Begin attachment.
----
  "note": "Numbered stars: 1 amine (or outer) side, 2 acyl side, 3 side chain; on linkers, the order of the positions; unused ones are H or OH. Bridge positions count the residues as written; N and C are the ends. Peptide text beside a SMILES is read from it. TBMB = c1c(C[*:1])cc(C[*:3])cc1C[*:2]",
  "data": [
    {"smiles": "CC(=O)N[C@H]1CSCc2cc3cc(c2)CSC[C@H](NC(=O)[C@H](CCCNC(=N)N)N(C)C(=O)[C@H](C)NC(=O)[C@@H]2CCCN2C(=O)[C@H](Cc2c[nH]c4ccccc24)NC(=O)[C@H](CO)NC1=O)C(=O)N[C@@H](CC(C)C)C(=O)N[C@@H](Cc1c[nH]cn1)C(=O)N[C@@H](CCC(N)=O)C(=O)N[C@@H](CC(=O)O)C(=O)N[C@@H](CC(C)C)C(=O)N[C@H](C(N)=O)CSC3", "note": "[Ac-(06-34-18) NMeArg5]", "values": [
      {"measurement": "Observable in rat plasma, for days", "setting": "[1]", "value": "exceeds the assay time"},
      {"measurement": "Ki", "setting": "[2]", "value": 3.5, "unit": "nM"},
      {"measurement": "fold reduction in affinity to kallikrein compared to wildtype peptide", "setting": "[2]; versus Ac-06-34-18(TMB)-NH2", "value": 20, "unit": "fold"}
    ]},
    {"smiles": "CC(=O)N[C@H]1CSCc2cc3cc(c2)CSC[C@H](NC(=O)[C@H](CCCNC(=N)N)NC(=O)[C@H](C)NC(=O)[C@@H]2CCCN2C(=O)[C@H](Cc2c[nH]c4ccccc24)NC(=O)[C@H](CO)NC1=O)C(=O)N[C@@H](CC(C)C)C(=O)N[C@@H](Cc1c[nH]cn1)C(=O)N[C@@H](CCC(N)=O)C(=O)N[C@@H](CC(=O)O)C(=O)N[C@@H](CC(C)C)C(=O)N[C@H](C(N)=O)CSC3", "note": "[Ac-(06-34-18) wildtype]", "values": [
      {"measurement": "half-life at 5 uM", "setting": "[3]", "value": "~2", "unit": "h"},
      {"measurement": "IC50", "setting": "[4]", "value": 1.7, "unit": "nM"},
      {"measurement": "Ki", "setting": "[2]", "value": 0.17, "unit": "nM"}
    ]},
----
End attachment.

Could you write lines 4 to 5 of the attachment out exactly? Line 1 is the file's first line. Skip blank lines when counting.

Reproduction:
      {"measurement": "Observable in rat plasma, for days", "setting": "[1]", "value": "exceeds the assay time"},
      {"measurement": "Ki", "setting": "[2]", "value": 3.5, "unit": "nM"},